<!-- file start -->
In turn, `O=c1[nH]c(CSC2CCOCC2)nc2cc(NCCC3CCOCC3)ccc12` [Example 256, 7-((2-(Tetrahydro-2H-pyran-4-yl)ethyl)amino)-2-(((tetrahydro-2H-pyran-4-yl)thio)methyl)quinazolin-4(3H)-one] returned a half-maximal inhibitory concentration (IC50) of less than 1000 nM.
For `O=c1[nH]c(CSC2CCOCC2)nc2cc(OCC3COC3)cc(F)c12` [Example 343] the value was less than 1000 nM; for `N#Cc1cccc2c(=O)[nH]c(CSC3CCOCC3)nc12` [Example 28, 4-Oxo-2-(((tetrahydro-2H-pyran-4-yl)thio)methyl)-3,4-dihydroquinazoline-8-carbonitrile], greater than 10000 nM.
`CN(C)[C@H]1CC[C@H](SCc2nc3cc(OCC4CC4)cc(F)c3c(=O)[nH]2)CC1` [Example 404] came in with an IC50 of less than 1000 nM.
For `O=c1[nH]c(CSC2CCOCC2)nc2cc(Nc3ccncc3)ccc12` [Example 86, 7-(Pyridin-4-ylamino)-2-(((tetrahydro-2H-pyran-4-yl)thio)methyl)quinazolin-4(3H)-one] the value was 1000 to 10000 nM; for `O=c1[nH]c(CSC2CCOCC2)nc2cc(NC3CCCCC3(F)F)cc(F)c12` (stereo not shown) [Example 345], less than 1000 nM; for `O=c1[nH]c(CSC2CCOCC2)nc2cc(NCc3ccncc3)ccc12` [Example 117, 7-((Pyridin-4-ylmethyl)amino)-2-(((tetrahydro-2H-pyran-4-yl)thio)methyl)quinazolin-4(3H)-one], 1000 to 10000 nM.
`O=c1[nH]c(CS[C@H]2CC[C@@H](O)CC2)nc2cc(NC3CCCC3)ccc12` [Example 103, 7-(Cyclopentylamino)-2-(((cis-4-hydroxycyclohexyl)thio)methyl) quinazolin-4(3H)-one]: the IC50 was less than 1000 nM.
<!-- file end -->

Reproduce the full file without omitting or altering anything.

In turn, `O=c1[nH]c(CSC2CCOCC2)nc2cc(NCCC3CCOCC3)ccc12` [Example 256, 7-((2-(Tetrahydro-2H-pyran-4-yl)ethyl)amino)-2-(((tetrahydro-2H-pyran-4-yl)thio)methyl)quinazolin-4(3H)-one] returned a half-maximal inhibitory concentration (IC50) of less than 1000 nM.
For `O=c1[nH]c(CSC2CCOCC2)nc2cc(OCC3COC3)cc(F)c12` [Example 343] the value was less than 1000 nM; for `N#Cc1cccc2c(=O)[nH]c(CSC3CCOCC3)nc12` [Example 28, 4-Oxo-2-(((tetrahydro-2H-pyran-4-yl)thio)methyl)-3,4-dihydroquinazoline-8-carbonitrile], greater than 10000 nM.
`CN(C)[C@H]1CC[C@H](SCc2nc3cc(OCC4CC4)cc(F)c3c(=O)[nH]2)CC1` [Example 404] came in with an IC50 of less than 1000 nM.
For `O=c1[nH]c(CSC2CCOCC2)nc2cc(Nc3ccncc3)ccc12` [Example 86, 7-(Pyridin-4-ylamino)-2-(((tetrahydro-2H-pyran-4-yl)thio)methyl)quinazolin-4(3H)-one] the value was 1000 to 10000 nM; for `O=c1[nH]c(CSC2CCOCC2)nc2cc(NC3CCCCC3(F)F)cc(F)c12` (stereo not shown) [Example 345], less than 1000 nM; for `O=c1[nH]c(CSC2CCOCC2)nc2cc(NCc3ccncc3)ccc12` [Example 117, 7-((Pyridin-4-ylmethyl)amino)-2-(((tetrahydro-2H-pyran-4-yl)thio)methyl)quinazolin-4(3H)-one], 1000 to 10000 nM.
`O=c1[nH]c(CS[C@H]2CC[C@@H](O)CC2)nc2cc(NC3CCCC3)ccc12` [Example 103, 7-(Cyclopentylamino)-2-(((cis-4-hydroxycyclohexyl)thio)methyl) quinazolin-4(3H)-one]: the IC50 was less than 1000 nM.